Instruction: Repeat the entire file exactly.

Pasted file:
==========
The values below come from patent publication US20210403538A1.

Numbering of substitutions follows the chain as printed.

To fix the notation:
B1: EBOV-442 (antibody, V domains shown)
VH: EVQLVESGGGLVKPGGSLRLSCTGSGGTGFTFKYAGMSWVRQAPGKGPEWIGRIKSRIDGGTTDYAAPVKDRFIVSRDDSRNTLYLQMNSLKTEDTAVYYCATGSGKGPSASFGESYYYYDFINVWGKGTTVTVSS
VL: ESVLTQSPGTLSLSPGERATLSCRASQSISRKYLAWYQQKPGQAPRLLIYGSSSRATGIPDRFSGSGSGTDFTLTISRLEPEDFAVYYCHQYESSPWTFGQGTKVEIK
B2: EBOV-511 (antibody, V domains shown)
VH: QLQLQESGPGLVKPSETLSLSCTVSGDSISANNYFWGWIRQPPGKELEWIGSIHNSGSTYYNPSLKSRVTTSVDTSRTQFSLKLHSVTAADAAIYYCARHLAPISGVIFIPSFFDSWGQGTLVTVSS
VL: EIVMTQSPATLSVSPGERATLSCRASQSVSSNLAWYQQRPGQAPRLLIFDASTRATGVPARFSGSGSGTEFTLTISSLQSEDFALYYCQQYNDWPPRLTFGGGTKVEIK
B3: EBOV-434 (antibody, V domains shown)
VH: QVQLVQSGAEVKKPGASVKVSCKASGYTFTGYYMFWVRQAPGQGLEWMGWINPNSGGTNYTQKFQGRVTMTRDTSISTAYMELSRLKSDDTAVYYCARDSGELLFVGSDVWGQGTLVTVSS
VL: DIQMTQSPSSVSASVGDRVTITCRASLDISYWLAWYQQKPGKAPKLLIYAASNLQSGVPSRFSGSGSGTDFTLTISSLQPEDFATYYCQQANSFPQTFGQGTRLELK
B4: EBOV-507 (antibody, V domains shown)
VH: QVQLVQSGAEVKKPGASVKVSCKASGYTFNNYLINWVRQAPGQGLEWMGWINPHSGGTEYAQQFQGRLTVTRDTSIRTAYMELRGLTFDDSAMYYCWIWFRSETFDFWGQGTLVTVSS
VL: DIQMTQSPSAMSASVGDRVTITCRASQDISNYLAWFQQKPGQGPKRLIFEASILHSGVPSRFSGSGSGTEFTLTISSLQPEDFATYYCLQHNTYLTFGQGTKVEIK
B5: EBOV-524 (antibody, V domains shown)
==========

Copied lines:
The values below come from patent publication US20210403538A1.

Numbering of substitutions follows the chain as printed.

To fix the notation:
B1: EBOV-442 (antibody, V domains shown)
VH: EVQLVESGGGLVKPGGSLRLSCTGSGGTGFTFKYAGMSWVRQAPGKGPEWIGRIKSRIDGGTTDYAAPVKDRFIVSRDDSRNTLYLQMNSLKTEDTAVYYCATGSGKGPSASFGESYYYYDFINVWGKGTTVTVSS
VL: ESVLTQSPGTLSLSPGERATLSCRASQSISRKYLAWYQQKPGQAPRLLIYGSSSRATGIPDRFSGSGSGTDFTLTISRLEPEDFAVYYCHQYESSPWTFGQGTKVEIK
B2: EBOV-511 (antibody, V domains shown)
VH: QLQLQESGPGLVKPSETLSLSCTVSGDSISANNYFWGWIRQPPGKELEWIGSIHNSGSTYYNPSLKSRVTTSVDTSRTQFSLKLHSVTAADAAIYYCARHLAPISGVIFIPSFFDSWGQGTLVTVSS
VL: EIVMTQSPATLSVSPGERATLSCRASQSVSSNLAWYQQRPGQAPRLLIFDASTRATGVPARFSGSGSGTEFTLTISSLQSEDFALYYCQQYNDWPPRLTFGGGTKVEIK
B3: EBOV-434 (antibody, V domains shown)
VH: QVQLVQSGAEVKKPGASVKVSCKASGYTFTGYYMFWVRQAPGQGLEWMGWINPNSGGTNYTQKFQGRVTMTRDTSISTAYMELSRLKSDDTAVYYCARDSGELLFVGSDVWGQGTLVTVSS
VL: DIQMTQSPSSVSASVGDRVTITCRASLDISYWLAWYQQKPGKAPKLLIYAASNLQSGVPSRFSGSGSGTDFTLTISSLQPEDFATYYCQQANSFPQTFGQGTRLELK
B4: EBOV-507 (antibody, V domains shown)
VH: QVQLVQSGAEVKKPGASVKVSCKASGYTFNNYLINWVRQAPGQGLEWMGWINPHSGGTEYAQQFQGRLTVTRDTSIRTAYMELRGLTFDDSAMYYCWIWFRSETFDFWGQGTLVTVSS
VL: DIQMTQSPSAMSASVGDRVTITCRASQDISNYLAWFQQKPGQGPKRLIFEASILHSGVPSRFSGSGSGTEFTLTISSLQPEDFATYYCLQHNTYLTFGQGTKVEIK
B5: EBOV-524 (antibody, V domains shown)